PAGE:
Code language: SQL (Structured Query Language) (sql)
Using Distinct Clause MySQL GROUP_CONCAT() Function
Using Distinct Clause With GROUP_CONCAT() Function

Now we got desired output without any subject repetition.

However, the subject names are not sorted by alphabetical order. We can arrange the subjects in either ascending or descending order.

3. Using ORDER BY Clause in GROUP_CONCAT() Function

SELECT GROUP_CONCAT(DISTINCT subject ORDER BY subject ASC) FROM students;
Code language: SQL (Structured Query Language) (sql)
Using Order By Clause With GROUP_CONCAT() Function
Using Order By Clause With GROUP_CONCAT() Function
SELECT GROUP_CONCAT(DISTINCT subject ORDER BY subject DESC) FROM students;
Code language: SQL (Structured Query Language) (sql)
Using Order By Clause With GROUP_CONCAT() Function
Using Order By Clause With GROUP_CONCAT() Function

As you can see, the subject names are sorted in ascending and descending order, respectively.

The subject names are separated by comma (,) by default. If we want another separator, we can specify it too.

4. Using Custom Separator in GROUP_CONCAT() Function

SELECT GROUP_CONCAT(DISTINCT subject ORDER BY subject DESC SEPARATOR '/') FROM students;
Code language: SQL (Structured Query Language) (sql)
Using Custom Separator In GROUP_CONCAT() Function
Using Custom Separator In GROUP_CONCAT() Function

We have seen some simple examples above. Let’s take a slightly difficult example where we want to display all subjects that are related to each student. After that, we will also see an example where we will show the students’ names related to each subject, a vice-versa of the previous statement.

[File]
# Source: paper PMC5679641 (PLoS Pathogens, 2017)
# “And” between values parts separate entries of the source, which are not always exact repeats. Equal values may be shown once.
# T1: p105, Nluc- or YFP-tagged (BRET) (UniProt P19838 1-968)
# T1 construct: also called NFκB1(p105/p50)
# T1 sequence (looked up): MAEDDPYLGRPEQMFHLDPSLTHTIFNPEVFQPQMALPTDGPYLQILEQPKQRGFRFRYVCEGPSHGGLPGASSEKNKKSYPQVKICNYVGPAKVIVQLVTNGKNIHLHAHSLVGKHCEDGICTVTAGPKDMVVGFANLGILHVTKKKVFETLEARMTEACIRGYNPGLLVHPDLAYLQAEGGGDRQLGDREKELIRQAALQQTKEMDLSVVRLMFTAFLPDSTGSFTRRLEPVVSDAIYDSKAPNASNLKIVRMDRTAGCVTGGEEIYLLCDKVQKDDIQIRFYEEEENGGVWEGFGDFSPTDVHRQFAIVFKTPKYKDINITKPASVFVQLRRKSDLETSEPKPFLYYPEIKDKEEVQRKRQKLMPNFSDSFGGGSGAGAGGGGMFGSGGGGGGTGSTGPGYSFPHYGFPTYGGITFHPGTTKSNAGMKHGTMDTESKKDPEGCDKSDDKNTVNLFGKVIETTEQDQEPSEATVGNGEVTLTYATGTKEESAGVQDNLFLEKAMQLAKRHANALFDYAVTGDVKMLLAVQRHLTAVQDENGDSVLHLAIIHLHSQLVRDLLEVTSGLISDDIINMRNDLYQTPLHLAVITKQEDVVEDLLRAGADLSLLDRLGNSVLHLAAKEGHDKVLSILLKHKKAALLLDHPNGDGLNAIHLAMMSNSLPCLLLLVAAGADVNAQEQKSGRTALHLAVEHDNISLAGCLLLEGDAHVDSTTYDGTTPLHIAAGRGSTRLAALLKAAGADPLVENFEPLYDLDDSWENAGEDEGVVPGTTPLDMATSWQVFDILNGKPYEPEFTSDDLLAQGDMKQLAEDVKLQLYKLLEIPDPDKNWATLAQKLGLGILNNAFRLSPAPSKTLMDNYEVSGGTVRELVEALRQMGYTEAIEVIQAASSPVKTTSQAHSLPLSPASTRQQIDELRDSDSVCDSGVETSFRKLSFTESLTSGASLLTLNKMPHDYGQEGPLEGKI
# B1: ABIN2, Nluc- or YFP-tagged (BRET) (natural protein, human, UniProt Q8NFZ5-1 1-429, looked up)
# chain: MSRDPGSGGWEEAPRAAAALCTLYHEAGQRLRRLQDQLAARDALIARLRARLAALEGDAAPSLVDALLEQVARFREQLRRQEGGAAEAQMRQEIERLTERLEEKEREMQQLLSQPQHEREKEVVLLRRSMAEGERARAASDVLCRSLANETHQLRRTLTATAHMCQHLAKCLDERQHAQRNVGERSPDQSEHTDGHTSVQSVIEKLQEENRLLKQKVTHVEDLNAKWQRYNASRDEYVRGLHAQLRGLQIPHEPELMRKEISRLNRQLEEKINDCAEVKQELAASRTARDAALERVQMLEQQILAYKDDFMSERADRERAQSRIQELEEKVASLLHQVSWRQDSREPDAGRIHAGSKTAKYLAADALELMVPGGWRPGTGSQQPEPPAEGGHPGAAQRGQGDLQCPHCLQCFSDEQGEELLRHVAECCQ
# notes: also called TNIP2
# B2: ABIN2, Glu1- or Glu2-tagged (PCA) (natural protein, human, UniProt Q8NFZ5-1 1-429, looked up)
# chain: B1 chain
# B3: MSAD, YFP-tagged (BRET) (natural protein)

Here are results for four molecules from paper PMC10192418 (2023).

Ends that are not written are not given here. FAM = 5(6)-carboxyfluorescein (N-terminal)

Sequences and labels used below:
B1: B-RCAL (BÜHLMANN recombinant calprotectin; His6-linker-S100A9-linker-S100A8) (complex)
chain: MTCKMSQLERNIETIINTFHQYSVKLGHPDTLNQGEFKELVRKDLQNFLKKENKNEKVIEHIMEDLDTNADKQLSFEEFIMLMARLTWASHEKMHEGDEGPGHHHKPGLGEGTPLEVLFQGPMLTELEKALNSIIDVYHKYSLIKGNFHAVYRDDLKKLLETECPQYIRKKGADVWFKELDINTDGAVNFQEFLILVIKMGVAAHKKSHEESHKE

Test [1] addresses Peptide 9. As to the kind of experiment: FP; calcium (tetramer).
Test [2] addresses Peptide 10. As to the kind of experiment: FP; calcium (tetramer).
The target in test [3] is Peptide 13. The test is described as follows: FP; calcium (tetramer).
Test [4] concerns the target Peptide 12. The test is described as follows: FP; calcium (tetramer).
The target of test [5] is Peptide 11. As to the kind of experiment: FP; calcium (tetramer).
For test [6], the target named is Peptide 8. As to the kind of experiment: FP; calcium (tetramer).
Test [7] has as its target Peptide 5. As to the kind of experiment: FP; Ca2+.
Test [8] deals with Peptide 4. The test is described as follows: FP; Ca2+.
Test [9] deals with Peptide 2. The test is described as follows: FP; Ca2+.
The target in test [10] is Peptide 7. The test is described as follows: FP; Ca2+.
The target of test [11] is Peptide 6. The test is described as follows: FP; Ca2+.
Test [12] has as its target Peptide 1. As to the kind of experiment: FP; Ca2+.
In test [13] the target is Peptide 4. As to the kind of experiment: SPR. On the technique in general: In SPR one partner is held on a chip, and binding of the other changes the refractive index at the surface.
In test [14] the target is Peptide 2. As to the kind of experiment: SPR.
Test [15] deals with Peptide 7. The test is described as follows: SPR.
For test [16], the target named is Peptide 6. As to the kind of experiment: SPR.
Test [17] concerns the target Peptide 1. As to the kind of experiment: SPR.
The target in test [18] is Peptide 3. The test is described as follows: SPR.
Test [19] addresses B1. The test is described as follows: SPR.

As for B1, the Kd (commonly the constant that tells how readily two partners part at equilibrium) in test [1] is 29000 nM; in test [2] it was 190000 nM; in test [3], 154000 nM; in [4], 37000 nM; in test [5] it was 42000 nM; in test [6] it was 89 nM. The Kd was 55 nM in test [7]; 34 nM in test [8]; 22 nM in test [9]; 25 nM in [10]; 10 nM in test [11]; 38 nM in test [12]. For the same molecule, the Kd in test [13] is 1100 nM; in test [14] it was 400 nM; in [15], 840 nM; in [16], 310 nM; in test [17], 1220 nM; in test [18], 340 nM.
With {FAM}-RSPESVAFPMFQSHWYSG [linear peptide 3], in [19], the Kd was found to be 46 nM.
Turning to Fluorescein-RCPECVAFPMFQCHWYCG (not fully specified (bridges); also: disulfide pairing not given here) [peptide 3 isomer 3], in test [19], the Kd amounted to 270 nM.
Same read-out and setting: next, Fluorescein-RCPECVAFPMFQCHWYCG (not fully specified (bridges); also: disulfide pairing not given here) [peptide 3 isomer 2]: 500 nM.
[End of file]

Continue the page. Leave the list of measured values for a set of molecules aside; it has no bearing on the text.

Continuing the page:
First, let’s write a query to display subject lists associated with each student. To achieve this, we will use the GROUP BY clause. Take a glance-

5. Combining GROUP_CONCAT() with Other Clauses

SELECT id, name, GROUP_CONCAT(subject) FROM students GROUP BY name ORDER BY id;
Code language: SQL (Structured Query Language) (sql)
Using Group By Clause With GROUP_CONCAT() Function
Using Group By Clause With GROUP_CONCAT() Function

Here, we have used GROUP_CONCAT() clause on the subject column and grouped the data using the GROUP BY clause, which will finally give us the above result. We have also used the ORDER BY clause to sort the output by id attribute in ascending order.

Now, take a second example. We will perform a vice-versa action of the earlier example. We will be displaying the student names that are related to each subject.

SELECT id, subject, GROUP_CONCAT(name)FROM students GROUP BY subject ORDER BY id;
Code language: SQL (Structured Query Language) (sql)
Using Group By Clause With GROUP_CONCAT() Function
Using Group By Clause With GROUP_CONCAT() Function

As you can see, we have received subject names in the first column and the list of students who are related to those subjects in the second column.

Note- The result is clipped to the maximum length specified by the system variable group_concat_max_len, whose default value is 1024. Although the value of max_allowed_packet binds the effective maximum length of the return value, the value can be increased higher. The following is the syntax for changing group_concat_max_len’s value at runtime, where Val is an unsigned integer:

SET [GLOBAL | SESSION] group_concat_max_len = val;
Code language: SQL (Structured Query Language) (sql)

Conclusion

In this tutorial, we have learned what GROUP_CONCAT() aggregate function is, its syntax, its usage, and how to combine it with other aggregate functions. It’s a beneficial function provided by MySQL that makes your task easier to group up the row values without writing nested queries or logical programs. We urge you to try multiple examples of the GROUP_CONCAT() function on your own and use it in your applications. See you in the next tutorial.

References

MySQL Official documentation of GROUP_CONCAT() Function.